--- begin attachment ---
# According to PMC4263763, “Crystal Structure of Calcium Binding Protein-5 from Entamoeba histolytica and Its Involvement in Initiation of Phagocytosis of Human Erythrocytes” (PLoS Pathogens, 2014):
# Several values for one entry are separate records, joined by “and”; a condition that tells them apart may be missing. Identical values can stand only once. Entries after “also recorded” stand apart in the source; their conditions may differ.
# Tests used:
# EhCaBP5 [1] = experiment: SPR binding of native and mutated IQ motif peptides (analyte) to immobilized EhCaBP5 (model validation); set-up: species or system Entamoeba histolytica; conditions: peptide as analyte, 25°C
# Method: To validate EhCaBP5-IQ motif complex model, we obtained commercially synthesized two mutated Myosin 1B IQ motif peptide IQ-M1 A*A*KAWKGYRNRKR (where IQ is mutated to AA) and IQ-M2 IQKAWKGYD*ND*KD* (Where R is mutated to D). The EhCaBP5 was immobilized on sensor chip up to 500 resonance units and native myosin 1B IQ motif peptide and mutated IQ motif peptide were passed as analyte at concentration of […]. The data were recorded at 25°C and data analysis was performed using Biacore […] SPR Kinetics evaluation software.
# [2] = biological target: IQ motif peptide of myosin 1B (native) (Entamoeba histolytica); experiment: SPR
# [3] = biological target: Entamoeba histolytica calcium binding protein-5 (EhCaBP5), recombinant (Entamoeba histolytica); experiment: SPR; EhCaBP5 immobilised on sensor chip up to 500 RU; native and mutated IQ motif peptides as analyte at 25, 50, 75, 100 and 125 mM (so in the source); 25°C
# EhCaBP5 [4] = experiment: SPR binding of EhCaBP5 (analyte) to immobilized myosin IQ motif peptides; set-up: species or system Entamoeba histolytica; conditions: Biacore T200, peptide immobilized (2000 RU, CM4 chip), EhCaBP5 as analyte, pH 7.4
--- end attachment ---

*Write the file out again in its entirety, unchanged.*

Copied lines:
# According to PMC4263763, “Crystal Structure of Calcium Binding Protein-5 from Entamoeba histolytica and Its Involvement in Initiation of Phagocytosis of Human Erythrocytes” (PLoS Pathogens, 2014):
# Several values for one entry are separate records, joined by “and”; a condition that tells them apart may be missing. Identical values can stand only once. Entries after “also recorded” stand apart in the source; their conditions may differ.
# Tests used:
# EhCaBP5 [1] = experiment: SPR binding of native and mutated IQ motif peptides (analyte) to immobilized EhCaBP5 (model validation); set-up: species or system Entamoeba histolytica; conditions: peptide as analyte, 25°C
# Method: To validate EhCaBP5-IQ motif complex model, we obtained commercially synthesized two mutated Myosin 1B IQ motif peptide IQ-M1 A*A*KAWKGYRNRKR (where IQ is mutated to AA) and IQ-M2 IQKAWKGYD*ND*KD* (Where R is mutated to D). The EhCaBP5 was immobilized on sensor chip up to 500 resonance units and native myosin 1B IQ motif peptide and mutated IQ motif peptide were passed as analyte at concentration of […]. The data were recorded at 25°C and data analysis was performed using Biacore […] SPR Kinetics evaluation software.
# [2] = biological target: IQ motif peptide of myosin 1B (native) (Entamoeba histolytica); experiment: SPR
# [3] = biological target: Entamoeba histolytica calcium binding protein-5 (EhCaBP5), recombinant (Entamoeba histolytica); experiment: SPR; EhCaBP5 immobilised on sensor chip up to 500 RU; native and mutated IQ motif peptides as analyte at 25, 50, 75, 100 and 125 mM (so in the source); 25°C
# EhCaBP5 [4] = experiment: SPR binding of EhCaBP5 (analyte) to immobilized myosin IQ motif peptides; set-up: species or system Entamoeba histolytica; conditions: Biacore T200, peptide immobilized (2000 RU, CM4 chip), EhCaBP5 as analyte, pH 7.4